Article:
Englewood Child Support Lawyer
While child support is a vital resource for single parents, it is not easy to procure, it is difficult to enforce, receiving enough can be an uphill battle, and, for the paying parent, the amount asked for may simply be too much. At our law firm, our Englewood, CO child support lawyers provide professional legal assistance to paying and receiving single parents. We fight for your rights and the interests of your child.
What is Child Support?
Child support is financial assistance that the noncustodial parent pays to the custodial parent for the cost of raising a child. This money can be used for clothing, education, toys, food, paying rent or the mortgage, or anything else that the custodial parent needs help with. Even if the two parents were never married, the noncustodial parent still has a legal obligation to pay their fair share for their child. A paternity DNA test may be ordered to establish fatherhood if the noncustodial parent is the father, and is in denial of his biological identity as the child’s father.
How the Court Decides the Child Support Obligation
According to the Colorado Department of Human Services, the child support obligation is determined by the court based on:
- The gross income of both parents; and
- Information regarding what intact families spend on their children.
Each parent “owes” a certain percentage of the total support obligation; however, the noncustodial parent’s share is used to establish the actual support order. Additionally, both parents share costs of childcare, medical insurance, and uninsured medical expenses. If the child spends 92 nights or more with their noncustodial parent, the noncustodial parent’s responsibility for the child support obligation may be reduced by a credit under Shared Physical Care, according to the Colorado Department of Human Services. In some cases, the court may allow for a deviation from the normal rule. As such, if the noncustodial parent earns between $900 and $1,900 their child support order may be reduced.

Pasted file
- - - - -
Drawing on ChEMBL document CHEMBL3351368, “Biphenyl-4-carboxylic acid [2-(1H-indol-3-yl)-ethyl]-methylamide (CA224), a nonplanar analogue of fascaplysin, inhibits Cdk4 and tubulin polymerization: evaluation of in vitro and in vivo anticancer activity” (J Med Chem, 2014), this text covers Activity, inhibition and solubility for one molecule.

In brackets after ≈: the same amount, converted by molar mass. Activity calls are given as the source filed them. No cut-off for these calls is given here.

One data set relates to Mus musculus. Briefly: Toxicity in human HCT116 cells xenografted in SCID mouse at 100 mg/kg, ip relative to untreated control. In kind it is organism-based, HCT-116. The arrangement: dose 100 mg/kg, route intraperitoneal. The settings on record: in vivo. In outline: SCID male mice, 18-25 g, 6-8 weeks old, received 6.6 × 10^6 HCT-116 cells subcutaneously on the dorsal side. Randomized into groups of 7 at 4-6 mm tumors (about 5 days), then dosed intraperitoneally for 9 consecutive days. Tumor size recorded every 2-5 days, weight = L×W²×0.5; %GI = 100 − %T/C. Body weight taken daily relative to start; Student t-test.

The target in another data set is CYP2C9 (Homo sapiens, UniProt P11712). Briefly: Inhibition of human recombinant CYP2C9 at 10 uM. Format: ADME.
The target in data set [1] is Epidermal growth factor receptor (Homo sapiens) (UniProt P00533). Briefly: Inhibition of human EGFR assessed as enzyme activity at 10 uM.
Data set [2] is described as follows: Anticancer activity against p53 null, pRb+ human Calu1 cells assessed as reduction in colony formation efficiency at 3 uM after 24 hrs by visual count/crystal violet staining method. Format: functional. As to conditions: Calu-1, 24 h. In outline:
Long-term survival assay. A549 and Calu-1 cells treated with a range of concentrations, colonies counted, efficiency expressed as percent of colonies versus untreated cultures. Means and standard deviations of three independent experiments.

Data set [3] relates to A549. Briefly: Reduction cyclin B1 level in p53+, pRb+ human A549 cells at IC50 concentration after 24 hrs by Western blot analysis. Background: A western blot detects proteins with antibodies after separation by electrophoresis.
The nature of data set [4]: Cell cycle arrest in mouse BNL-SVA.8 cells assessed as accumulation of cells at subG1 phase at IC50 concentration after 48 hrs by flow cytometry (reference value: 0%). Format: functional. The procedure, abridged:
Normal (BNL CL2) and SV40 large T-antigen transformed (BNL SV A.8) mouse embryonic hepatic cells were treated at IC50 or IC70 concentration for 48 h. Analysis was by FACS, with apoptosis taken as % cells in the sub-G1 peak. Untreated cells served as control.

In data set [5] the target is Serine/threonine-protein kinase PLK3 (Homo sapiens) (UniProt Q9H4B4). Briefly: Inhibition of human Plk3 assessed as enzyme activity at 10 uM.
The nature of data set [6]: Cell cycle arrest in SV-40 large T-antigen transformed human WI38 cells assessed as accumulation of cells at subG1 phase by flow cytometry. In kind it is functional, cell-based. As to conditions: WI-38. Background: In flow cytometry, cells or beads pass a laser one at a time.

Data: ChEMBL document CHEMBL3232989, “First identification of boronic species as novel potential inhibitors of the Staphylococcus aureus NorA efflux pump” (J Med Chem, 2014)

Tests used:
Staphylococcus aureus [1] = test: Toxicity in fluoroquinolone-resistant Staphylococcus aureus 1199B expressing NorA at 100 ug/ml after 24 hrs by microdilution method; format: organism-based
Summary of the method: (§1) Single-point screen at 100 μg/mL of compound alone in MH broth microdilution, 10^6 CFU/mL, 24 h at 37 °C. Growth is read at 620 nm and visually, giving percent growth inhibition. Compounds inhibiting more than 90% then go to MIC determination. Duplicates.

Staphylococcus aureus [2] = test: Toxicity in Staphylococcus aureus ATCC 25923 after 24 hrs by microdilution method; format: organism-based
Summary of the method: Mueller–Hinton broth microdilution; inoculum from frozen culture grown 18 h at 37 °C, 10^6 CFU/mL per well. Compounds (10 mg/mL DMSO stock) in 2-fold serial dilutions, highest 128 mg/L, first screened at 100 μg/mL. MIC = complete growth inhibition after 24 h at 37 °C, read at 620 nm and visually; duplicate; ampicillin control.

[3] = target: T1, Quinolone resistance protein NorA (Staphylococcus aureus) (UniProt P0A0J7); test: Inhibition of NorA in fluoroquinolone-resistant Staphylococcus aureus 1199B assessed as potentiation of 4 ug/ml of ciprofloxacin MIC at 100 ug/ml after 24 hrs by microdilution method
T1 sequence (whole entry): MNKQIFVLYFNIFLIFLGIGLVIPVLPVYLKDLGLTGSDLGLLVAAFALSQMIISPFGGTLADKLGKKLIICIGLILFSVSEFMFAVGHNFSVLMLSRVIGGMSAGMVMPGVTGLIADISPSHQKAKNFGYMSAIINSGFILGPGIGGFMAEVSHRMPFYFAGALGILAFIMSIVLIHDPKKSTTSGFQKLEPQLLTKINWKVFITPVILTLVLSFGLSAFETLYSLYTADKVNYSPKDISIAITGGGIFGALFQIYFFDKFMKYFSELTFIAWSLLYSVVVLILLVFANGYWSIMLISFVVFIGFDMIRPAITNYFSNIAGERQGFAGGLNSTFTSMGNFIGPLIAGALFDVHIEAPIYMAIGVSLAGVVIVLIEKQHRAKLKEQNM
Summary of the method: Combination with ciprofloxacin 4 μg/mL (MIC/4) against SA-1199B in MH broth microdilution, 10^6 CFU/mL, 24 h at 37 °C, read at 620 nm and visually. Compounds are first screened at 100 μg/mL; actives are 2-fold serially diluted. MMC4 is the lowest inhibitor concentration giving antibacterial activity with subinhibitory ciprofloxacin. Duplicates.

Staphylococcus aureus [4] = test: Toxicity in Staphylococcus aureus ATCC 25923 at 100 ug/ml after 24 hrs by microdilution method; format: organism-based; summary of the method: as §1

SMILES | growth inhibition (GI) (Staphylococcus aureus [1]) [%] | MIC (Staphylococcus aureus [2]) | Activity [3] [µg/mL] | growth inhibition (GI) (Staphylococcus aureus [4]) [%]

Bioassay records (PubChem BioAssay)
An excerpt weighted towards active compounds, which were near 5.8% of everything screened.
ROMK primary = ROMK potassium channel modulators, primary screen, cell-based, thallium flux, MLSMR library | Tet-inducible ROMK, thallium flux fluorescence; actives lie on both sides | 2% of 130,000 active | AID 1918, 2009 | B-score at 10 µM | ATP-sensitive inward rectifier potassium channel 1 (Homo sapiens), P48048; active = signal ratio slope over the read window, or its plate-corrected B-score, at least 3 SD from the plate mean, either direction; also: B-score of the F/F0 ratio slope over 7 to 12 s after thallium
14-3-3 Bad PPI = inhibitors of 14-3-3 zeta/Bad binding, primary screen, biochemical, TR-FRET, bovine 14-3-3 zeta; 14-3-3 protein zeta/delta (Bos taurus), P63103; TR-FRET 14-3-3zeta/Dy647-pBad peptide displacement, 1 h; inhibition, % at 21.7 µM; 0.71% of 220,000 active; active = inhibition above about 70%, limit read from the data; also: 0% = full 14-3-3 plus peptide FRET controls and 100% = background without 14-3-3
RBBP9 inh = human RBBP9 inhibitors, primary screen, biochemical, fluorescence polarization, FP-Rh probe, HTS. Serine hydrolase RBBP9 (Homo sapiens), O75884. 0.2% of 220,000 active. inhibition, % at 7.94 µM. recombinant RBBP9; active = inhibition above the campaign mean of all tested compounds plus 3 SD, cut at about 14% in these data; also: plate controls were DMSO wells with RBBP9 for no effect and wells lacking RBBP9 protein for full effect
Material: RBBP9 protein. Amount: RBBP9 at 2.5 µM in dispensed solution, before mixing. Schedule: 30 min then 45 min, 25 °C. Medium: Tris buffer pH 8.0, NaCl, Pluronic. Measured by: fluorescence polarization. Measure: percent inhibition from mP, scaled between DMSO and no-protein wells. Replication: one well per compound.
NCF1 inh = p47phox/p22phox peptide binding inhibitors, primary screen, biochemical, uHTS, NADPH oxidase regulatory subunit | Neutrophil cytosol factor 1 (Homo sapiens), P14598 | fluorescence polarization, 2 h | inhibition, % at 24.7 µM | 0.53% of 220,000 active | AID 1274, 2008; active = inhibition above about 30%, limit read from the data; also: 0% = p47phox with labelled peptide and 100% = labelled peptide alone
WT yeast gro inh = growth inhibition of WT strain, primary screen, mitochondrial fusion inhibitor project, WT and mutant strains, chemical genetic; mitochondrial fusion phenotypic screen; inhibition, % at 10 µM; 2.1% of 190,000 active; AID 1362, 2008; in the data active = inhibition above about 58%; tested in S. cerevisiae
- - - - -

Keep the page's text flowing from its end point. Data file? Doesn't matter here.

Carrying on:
Child Support Modification
Child support orders may be modified due to changing circumstances of the costs needed to care for the child, such as a new medical condition, or changing circumstances of either the custodial parent’s or noncustodial parent’s income. For example, if the custodial parent’s new gross income increased by a substantial margin, the noncustodial parent may have the order reduced or vice versa. It should be noted that the change in circumstances must be substantial and continuing, and the amount the order can be changed by must increase or decrease by 10 percent. Yet, an order can be modified as often as necessary, according to the Colorado Department of Human Services.
Call an Englewood Child Support Lawyer Today for Help
The importance of child support can never be understated. Both the custodial and noncustodial parents have rights that need to be protected. Do not hesitate to contact one of our experienced Englewood child custody lawyers today with Divorce Matters®.
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Why not start exploring your options? Call us at 720.542.6142 to schedule your consultation with one of our experienced Denver divorce attorneys today.
Our highly-accomplished divorce and family law attorneys practice throughout Colorado, including:
- Adams County (Arvada, Aurora, Brighton, Thornton, Westminster)
- Arapahoe County ( Aurora, Centennial, Cherry Hills Village, Englewood, Greenwood Village, Littleton)
- Boulder County (Boulder, Longmont)
- Broomfield County (Broomfield)
- Denver County (Denver)
- Douglas County (Castle Rock, Highlands Ranch, Lone Tree, Parker)
- Elbert County (Elizabeth, Kiowa)
- Jefferson County (Arvada, Golden, Lakewood, Morrison, Wheat Ridge)
- Larimer County ( Fort Collins, Loveland)